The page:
Save This Flooded 1999 Lamborghini Diablo VT Roadster From Its Watery Grave
We can rebuild it, we have the technology.
Older supercars tend to lead middling, garage-kept lives full of deferred maintenance, accumulating more dust than miles before one day bursting into a ball of fire on a Sunday drive. We’ve reported on such incidents with a regularity that keeps us up at night. This 1999 Lamborghini Diablo VT Roadster, however, saw the exact opposite kill its 5.7-liter V12: water.
Found on Copart, this 1999 Lamborghini Diablo VT Roadster is a rare bull indeed. As mentioned, it’s powered by a 5.7-liter naturally aspirated V12 engine which produced 530 horsepower and 446 pound-feet of torque. A five-speed manual transmission sent that power to both the front and rear wheels (VT for "Viscous Traction"), giving it the capability of hitting 60 mph in just four seconds and a top speed of 196 mph.
At the time of the Diablo VT Roadster’s birth, Lamborghini was a vastly different company and only produced a handful of cars each year, a far cry from the thousands it now shuffles out the doors of Sant’Agata. Only 100 Diablo VT Roadsters were built in 1999, making this salvage-titled Lamborghini a truly rare diamond in the rough. And we do mean rough.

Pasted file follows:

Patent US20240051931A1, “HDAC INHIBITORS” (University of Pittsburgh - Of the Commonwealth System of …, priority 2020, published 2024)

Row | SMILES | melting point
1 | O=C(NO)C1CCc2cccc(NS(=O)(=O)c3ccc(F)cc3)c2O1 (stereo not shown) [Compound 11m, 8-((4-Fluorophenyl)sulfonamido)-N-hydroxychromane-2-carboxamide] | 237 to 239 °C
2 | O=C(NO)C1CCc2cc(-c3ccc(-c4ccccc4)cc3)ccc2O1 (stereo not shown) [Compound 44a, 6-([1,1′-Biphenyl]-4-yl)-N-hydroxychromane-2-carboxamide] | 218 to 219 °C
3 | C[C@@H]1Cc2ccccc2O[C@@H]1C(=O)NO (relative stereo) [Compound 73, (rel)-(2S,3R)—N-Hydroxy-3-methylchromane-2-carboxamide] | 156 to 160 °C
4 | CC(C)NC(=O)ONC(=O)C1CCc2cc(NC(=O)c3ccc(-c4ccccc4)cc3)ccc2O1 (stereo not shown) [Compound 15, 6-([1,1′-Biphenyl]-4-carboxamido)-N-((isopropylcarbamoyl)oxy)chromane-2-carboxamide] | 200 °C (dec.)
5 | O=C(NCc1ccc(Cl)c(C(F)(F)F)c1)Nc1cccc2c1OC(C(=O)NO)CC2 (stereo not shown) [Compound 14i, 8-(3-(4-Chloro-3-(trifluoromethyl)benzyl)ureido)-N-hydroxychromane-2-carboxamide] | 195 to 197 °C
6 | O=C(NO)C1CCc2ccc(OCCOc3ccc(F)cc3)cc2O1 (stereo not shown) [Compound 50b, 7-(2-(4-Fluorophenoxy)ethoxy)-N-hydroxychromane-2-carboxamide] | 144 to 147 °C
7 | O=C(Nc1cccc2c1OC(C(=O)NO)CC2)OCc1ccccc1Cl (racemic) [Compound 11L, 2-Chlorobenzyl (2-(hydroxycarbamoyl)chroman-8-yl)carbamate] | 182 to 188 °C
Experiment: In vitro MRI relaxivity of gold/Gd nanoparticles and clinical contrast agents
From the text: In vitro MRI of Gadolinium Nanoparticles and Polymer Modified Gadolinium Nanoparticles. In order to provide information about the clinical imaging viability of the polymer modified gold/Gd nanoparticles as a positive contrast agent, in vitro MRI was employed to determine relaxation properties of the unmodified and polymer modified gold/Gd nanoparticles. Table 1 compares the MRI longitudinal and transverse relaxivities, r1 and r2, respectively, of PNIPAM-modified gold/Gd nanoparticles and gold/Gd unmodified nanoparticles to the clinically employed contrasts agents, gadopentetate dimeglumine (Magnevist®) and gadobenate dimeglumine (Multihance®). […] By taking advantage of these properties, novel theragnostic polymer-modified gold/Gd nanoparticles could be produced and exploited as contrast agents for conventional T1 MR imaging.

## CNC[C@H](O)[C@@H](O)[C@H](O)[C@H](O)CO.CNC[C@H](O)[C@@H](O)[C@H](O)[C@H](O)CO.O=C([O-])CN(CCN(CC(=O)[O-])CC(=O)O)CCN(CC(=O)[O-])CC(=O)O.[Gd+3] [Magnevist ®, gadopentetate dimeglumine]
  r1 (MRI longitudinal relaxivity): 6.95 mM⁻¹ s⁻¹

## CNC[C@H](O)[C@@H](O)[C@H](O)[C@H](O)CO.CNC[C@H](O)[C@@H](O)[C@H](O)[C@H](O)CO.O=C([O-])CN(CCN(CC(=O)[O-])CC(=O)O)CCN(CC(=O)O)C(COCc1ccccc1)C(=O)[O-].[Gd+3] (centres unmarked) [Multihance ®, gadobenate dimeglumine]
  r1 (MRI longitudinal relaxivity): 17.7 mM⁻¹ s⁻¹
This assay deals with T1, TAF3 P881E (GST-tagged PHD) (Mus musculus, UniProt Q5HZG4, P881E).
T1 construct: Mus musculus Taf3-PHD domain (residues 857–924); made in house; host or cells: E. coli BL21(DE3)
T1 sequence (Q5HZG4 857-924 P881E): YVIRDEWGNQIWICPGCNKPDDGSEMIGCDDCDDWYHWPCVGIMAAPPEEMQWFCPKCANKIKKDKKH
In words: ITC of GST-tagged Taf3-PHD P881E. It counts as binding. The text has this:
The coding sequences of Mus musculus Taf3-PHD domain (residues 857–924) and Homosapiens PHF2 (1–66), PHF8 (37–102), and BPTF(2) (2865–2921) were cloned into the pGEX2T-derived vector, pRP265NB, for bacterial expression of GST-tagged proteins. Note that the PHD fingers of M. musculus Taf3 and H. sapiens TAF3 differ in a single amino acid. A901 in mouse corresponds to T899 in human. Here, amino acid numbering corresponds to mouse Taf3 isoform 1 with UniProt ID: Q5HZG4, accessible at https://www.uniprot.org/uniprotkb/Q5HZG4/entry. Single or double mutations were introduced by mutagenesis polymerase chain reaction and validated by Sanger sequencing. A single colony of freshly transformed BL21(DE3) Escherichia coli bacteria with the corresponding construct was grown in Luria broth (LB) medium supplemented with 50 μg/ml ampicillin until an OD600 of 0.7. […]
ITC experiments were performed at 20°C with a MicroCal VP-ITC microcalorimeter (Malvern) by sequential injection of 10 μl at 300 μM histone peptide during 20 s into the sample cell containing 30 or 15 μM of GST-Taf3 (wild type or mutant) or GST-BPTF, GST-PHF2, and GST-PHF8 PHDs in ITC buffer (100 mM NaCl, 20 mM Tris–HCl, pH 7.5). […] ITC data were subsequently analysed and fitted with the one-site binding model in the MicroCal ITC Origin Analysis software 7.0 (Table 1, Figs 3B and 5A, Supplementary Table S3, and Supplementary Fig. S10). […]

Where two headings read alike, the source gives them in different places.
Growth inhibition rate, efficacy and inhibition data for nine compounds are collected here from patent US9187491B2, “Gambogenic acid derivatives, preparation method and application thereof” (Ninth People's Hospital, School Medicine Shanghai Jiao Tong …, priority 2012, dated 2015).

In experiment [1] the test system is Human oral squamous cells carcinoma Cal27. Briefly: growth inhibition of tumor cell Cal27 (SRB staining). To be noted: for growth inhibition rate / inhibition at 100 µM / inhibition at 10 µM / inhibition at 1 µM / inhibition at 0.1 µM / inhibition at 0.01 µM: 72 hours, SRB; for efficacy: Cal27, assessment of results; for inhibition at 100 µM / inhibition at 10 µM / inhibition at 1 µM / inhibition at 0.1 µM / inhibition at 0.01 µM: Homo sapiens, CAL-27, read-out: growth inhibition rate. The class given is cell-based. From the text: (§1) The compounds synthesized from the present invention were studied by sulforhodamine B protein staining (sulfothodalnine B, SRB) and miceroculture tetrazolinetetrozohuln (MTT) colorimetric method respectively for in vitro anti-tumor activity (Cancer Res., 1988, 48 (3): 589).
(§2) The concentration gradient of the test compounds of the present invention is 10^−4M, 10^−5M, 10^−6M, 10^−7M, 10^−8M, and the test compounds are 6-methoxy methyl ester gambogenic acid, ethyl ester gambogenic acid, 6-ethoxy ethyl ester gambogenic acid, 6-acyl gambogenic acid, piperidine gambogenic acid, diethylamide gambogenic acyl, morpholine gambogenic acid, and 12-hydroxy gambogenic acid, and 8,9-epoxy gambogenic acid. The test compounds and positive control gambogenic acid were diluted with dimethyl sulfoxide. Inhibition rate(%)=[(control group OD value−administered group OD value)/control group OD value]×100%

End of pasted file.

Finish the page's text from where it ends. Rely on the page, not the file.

According to Copart, this Satin Blue Diablo VT Roadster has seen a great deal of water damage, though the exact circumstances are unknown as Copart doesn’t mention how or when it took a swim. A slow flood seems likely given the lack of body damage—bummer. What's obvious is that the electrical in the Lamborghini is properly borked as Copart couldn’t even turn on accessory power to get a digital odometer reading.
With such extensive damage, and water damage you’re likely not able to see based solely on the pictures provided (i.e. mold and fried electricals), this Lamborghini is going to need a full restoration to get it back into working order. And that’s going to be a pretty penny given that a working Diablo VT will set you back over $230,000.
This Diablo VT Roadster currently has a New Jersey salvage title, though it’s now located in Las Vegas, Nevada. At the time of this writing, it has a current bid of just $2,350, though that likely won’t stand for too long due to its rarity.
Got a tip? Send us a note: email@example.com